Anti-lockout protests in Buffalo and around the league
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09-14-2012, 05:29 PM
Join Date: Jul 2005
Originally Posted by
Okay, fine. So tell me how you correct management/market issues through the CBA negotiations, or even what those poor management issues are (I'm presuming you mean spending too much on players, which is exactly what you fix through a lower cap).
Take any franchise that lost money and look at
going in and out. Player salaries are just a piece of the pie. You need to look at how they're structured. Then, there's presidents, gms, coaching staff, front office, leasing deals (favorable and unfavorable), advertising deals, ticket prices, ticket sales, travel costs, merchandise sales, things like that. Identify which ones seem out of whack and figure out why. Are teams spending too much in different areas, and are they getting all they can in income or are they short-changing themselves and passing the losses onto the players?
So now back to player salary. Here's an easy example on salary structure. Buffalo Sabres, like other teams, have adopted the practice of front loading large contracts. Myers and Ehroff's are a perfect example. They are receiving 20 million dollars combined in salary this year, but their combined cap hit is only 9.5 million. So the Sabres are currently paying out more money in actual dollars than cap dollars.
Actual dollars spent in a year is the number the NHL is using to determine its losses. As a side note, that 240 million in losses is a figure over 2 years, not just last year as some people assume.
So there are 5 contracts on the Sabres alone where the actual dollars spent diminish as time goes on. If it's safe to the same occurs on every team, you're looking at potentially 20% of all players having contracts that pay out more now than later.
What this means is that teams are currently spending over the cap in actual dollars.
Which begs the question, if the NHL is losing money now, is it because the "cap" is too high, or is it because the teams themselves have created a situation where more money is being paid out to players sooner than later?
Fine if you can afford it and don't care like Terry P., but if you can't and are losing money for the sake of signing guys you really can't afford, then that would be a poor management issue.
This is how I see it:
1. NHL players make a higher percentage of revenues than in other sports.
Literally comparing apples to oranges.
2. The NHL makes a net loss, leaguewide - so more revenue sharing is fine, but mathematically it couldn't fix the problem. It's definitely not a 29:1 ratio in terms of profit/loss, either. My guess would be closer to 2:1.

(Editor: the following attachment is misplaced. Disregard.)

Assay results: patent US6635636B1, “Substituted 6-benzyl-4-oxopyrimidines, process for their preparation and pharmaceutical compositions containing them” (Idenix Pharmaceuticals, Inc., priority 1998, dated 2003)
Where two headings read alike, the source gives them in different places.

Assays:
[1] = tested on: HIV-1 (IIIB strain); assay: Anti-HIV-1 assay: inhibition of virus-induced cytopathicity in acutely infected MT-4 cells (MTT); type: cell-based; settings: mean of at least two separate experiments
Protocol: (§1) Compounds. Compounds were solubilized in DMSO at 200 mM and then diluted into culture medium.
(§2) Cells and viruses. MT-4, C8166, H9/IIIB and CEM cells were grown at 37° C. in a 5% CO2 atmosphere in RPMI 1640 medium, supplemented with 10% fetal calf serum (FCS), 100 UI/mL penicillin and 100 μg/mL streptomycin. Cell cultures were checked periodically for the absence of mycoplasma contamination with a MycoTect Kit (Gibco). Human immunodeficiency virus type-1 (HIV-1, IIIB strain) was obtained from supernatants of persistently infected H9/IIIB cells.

You'd be about right on the number of teams that report a loss, but see my above example on how the math isn't even being done correctly.
3. Less of the NHL's revenue comes from TV than other sports, which means more of it depends on the live game, the merchandise, and other streams that have higher production costs to owners. So a higher proportion of that 43% of non-player money gets eaten up in producing the goods consumed, it doesn't just get handed to them by a network.
I have absolutely no idea what you're trying to say here.
4. Management/market issues sounds like "let's relocate or give new ownership to Phoenix, Florida and the Islanders and that's how you fix it."
It simply means don't shoot yourself in the foot and blame the players for it. If you can't manage your own money then it's your fault.
I don't buy it. I don't see where the guaranteed great hockey market is lurking out there, unexploited, and I definitely
Is Winnipeg a better market than Atlanta? I'd say so. There are cities out these begging for a team - Quebec, Seattle, Kansas City. They laugh off Basille for wanting to buy Phoenix and move it, instead drawing maybe 5,000 fans on a good night.
don't believe you can ever get rid of what someone subjectively finds "bad management." There's always going to be some poorly run teams somewhere in the league that pay too much for too little talent.
Unfortunately people will never stop inventing new ways to be stupid.
The best you can do is cap their expenditures with, you guessed it, a salary cap.
Agree to disagree there.
What's so wrong about a league that's losing money asking it's players to merely come into line with the salary structures of comparable healthy sports leagues?
Why should that be the last thing to change, after relocation, revenue sharing (which really just rewards bad management, when you think about it, not discourages it), etc?
This point has been made several times, the players agreed to a reduction in salary under the condition that the owners also do a better job at sharing profits so _every one_ makes money and they don't go through the same issues every 6 years. What's wrong with that?
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